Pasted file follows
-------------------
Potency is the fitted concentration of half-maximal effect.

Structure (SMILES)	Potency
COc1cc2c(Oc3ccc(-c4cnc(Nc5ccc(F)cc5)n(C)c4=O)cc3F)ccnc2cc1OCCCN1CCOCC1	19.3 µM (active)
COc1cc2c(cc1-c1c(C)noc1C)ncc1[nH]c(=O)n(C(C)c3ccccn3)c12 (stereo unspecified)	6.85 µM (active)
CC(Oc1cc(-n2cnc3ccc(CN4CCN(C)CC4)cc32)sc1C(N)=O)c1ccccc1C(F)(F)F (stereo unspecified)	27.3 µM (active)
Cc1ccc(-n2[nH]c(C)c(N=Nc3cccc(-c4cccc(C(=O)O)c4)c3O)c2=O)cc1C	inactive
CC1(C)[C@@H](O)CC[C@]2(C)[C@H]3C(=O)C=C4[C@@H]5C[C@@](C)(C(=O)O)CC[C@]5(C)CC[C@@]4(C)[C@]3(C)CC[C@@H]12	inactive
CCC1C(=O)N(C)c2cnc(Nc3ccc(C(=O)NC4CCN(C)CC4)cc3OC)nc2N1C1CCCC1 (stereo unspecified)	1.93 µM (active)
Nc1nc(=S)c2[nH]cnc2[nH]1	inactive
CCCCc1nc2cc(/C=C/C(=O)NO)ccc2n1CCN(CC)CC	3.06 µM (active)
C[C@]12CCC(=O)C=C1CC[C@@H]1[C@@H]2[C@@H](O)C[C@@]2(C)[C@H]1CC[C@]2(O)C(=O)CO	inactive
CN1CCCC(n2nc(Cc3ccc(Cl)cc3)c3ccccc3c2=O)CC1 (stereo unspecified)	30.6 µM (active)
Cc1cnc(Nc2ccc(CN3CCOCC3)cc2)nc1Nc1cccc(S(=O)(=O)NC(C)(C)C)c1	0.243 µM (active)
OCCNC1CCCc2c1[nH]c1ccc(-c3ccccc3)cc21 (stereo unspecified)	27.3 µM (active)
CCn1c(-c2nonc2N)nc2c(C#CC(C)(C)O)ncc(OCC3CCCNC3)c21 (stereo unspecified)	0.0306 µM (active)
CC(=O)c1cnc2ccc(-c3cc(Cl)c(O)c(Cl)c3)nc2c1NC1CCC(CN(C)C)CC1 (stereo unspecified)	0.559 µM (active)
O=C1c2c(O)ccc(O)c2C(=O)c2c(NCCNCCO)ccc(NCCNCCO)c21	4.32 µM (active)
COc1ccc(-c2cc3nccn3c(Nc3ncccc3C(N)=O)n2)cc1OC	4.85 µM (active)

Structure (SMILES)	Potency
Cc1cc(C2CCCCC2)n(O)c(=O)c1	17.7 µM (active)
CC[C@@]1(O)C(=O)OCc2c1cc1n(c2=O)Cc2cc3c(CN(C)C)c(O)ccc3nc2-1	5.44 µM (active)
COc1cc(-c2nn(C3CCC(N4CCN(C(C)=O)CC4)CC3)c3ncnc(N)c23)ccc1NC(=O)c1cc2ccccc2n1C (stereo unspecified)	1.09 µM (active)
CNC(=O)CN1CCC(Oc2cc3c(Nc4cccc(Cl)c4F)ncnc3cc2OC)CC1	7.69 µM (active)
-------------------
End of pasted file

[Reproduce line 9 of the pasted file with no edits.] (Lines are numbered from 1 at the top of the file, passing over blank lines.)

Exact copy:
Nc1nc(=S)c2[nH]cnc2[nH]1	inactive